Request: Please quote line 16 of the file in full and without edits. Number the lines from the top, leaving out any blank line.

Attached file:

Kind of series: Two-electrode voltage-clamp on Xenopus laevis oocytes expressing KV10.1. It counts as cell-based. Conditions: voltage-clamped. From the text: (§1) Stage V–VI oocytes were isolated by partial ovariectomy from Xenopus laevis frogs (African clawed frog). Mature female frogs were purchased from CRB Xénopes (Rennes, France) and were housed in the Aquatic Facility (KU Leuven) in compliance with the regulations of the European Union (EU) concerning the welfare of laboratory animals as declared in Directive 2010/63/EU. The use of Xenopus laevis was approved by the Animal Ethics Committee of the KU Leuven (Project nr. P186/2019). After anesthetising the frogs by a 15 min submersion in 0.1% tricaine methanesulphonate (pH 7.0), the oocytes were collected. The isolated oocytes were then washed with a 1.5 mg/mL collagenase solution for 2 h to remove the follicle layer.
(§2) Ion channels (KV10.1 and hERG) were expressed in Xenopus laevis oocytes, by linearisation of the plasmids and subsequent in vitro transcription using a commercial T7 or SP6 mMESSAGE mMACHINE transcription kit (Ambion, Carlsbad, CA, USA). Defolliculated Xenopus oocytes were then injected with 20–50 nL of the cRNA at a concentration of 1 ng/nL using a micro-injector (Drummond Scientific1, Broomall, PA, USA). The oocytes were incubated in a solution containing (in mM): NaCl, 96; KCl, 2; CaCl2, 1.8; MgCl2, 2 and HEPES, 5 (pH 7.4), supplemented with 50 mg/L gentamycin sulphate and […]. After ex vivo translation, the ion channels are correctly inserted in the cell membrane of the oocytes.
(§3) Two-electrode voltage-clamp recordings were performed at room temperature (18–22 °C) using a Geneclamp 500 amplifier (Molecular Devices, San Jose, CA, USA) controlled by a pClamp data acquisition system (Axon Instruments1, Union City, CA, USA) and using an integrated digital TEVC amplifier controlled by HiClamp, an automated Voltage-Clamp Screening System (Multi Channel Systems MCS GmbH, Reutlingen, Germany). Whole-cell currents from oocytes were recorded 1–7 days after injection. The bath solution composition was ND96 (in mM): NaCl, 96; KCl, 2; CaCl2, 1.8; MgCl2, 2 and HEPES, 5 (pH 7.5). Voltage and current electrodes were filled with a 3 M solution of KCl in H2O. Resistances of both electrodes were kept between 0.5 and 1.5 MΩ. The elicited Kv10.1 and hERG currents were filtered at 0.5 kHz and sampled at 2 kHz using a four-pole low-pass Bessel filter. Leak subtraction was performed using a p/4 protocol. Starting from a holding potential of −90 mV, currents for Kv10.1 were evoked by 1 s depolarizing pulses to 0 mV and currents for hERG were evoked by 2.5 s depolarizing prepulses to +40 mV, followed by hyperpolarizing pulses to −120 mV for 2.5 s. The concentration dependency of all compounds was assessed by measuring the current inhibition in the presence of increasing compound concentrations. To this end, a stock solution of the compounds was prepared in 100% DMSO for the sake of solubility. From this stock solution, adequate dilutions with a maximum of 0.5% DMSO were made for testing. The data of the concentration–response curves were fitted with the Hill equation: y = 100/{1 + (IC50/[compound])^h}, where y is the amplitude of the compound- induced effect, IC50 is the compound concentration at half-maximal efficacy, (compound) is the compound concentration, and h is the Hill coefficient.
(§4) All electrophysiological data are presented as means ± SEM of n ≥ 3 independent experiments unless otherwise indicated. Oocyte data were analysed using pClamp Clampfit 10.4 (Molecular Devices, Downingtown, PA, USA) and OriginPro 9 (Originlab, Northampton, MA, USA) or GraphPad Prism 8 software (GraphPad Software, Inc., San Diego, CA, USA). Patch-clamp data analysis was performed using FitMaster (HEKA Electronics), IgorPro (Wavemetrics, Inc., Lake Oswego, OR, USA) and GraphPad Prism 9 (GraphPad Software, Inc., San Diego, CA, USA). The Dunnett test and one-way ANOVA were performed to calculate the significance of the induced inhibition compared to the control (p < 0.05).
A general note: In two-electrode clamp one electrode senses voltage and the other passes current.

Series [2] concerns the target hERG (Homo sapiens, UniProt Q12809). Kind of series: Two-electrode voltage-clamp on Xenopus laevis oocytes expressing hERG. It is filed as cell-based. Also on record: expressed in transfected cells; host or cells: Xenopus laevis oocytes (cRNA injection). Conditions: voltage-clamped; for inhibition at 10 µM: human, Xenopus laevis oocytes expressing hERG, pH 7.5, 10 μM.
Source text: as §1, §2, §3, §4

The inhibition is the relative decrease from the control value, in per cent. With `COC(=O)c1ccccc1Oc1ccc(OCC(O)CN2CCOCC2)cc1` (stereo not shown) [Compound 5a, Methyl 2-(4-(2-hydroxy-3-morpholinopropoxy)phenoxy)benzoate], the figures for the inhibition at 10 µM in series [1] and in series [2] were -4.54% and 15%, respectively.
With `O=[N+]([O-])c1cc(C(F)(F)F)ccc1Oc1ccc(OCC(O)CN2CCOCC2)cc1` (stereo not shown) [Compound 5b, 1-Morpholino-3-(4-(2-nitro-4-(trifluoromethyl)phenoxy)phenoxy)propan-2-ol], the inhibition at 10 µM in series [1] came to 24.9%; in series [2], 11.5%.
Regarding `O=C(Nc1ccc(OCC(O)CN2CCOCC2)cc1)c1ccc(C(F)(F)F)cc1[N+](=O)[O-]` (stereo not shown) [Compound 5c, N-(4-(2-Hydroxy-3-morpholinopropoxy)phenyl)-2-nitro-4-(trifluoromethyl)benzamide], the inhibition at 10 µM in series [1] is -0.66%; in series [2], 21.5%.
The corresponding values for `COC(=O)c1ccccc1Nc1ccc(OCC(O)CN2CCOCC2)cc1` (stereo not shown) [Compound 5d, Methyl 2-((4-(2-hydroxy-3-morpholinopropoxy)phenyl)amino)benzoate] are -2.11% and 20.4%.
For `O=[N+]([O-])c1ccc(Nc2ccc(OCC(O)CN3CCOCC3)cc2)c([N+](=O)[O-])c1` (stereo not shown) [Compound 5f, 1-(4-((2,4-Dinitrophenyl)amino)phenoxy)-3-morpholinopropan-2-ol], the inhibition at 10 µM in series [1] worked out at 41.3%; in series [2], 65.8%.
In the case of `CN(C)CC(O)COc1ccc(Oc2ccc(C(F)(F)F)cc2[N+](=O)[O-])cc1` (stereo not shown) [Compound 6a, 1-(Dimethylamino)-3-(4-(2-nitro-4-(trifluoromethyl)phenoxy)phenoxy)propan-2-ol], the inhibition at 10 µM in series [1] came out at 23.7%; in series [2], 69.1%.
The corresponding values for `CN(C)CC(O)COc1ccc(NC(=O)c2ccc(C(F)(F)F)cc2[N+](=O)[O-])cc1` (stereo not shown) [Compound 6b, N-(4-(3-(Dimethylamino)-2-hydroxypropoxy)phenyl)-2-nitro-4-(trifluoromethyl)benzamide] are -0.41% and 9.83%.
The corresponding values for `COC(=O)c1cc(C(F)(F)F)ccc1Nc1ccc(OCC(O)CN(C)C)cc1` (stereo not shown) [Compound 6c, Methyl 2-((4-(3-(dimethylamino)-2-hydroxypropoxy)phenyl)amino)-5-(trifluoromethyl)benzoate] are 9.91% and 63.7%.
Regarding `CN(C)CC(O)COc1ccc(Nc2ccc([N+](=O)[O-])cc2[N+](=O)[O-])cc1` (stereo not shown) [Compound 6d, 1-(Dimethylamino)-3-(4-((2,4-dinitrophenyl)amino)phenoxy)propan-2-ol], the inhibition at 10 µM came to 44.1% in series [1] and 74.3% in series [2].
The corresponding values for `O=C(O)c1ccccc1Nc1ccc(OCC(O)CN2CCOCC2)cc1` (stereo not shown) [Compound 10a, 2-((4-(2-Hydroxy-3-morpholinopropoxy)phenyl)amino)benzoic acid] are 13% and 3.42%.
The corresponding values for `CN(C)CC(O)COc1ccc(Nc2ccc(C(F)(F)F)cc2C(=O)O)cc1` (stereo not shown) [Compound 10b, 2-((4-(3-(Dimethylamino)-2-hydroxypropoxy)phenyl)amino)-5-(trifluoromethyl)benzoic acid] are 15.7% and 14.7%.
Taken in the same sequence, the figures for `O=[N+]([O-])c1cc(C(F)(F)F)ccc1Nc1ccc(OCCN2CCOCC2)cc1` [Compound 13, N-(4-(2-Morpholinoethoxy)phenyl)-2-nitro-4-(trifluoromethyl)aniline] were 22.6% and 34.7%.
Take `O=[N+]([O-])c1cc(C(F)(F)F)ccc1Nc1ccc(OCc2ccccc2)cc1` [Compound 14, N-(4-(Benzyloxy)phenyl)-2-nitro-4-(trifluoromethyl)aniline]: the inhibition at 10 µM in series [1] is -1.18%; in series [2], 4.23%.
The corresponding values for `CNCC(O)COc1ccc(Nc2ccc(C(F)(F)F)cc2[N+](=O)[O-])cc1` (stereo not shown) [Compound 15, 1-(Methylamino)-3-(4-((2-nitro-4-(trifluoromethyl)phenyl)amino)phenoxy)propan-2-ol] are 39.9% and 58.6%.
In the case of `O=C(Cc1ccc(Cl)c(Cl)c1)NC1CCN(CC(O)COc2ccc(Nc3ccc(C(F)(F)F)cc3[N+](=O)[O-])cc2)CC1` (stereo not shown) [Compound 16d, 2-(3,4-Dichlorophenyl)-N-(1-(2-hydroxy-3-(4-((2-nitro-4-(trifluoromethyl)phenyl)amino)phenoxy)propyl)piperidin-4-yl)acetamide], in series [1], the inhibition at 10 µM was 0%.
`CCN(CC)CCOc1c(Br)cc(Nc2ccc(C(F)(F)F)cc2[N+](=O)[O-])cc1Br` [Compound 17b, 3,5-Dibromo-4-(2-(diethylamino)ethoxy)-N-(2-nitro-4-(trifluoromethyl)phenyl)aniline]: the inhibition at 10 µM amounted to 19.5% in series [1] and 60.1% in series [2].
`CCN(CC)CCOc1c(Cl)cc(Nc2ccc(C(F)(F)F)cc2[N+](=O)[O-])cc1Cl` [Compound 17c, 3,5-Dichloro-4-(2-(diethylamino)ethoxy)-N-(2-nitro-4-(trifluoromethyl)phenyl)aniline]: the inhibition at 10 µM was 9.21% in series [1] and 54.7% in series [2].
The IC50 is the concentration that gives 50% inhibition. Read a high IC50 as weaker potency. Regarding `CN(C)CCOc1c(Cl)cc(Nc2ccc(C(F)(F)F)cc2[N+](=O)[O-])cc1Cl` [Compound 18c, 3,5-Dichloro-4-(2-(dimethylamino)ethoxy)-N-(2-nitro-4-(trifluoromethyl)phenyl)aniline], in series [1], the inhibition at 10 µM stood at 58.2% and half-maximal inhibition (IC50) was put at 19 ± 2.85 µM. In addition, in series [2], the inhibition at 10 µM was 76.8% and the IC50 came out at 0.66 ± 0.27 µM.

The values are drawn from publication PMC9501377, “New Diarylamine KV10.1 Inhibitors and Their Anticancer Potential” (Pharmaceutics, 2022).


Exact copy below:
Regarding `CN(C)CC(O)COc1ccc(Nc2ccc([N+](=O)[O-])cc2[N+](=O)[O-])cc1` (stereo not shown) [Compound 6d, 1-(Dimethylamino)-3-(4-((2,4-dinitrophenyl)amino)phenoxy)propan-2-ol], the inhibition at 10 µM came to 44.1% in series [1] and 74.3% in series [2].